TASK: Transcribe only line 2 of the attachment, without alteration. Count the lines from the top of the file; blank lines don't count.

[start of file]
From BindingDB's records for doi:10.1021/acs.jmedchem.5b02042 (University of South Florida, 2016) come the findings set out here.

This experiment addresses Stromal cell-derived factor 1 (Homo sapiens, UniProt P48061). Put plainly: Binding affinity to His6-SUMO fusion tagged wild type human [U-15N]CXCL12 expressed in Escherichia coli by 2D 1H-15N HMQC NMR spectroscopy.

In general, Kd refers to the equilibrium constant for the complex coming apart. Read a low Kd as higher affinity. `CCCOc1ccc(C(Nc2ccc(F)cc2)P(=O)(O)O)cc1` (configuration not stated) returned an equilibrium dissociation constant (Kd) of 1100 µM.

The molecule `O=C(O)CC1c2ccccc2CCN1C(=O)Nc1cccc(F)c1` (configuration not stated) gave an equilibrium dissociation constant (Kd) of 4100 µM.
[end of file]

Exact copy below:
This experiment addresses Stromal cell-derived factor 1 (Homo sapiens, UniProt P48061). Put plainly: Binding affinity to His6-SUMO fusion tagged wild type human [U-15N]CXCL12 expressed in Escherichia coli by 2D 1H-15N HMQC NMR spectroscopy.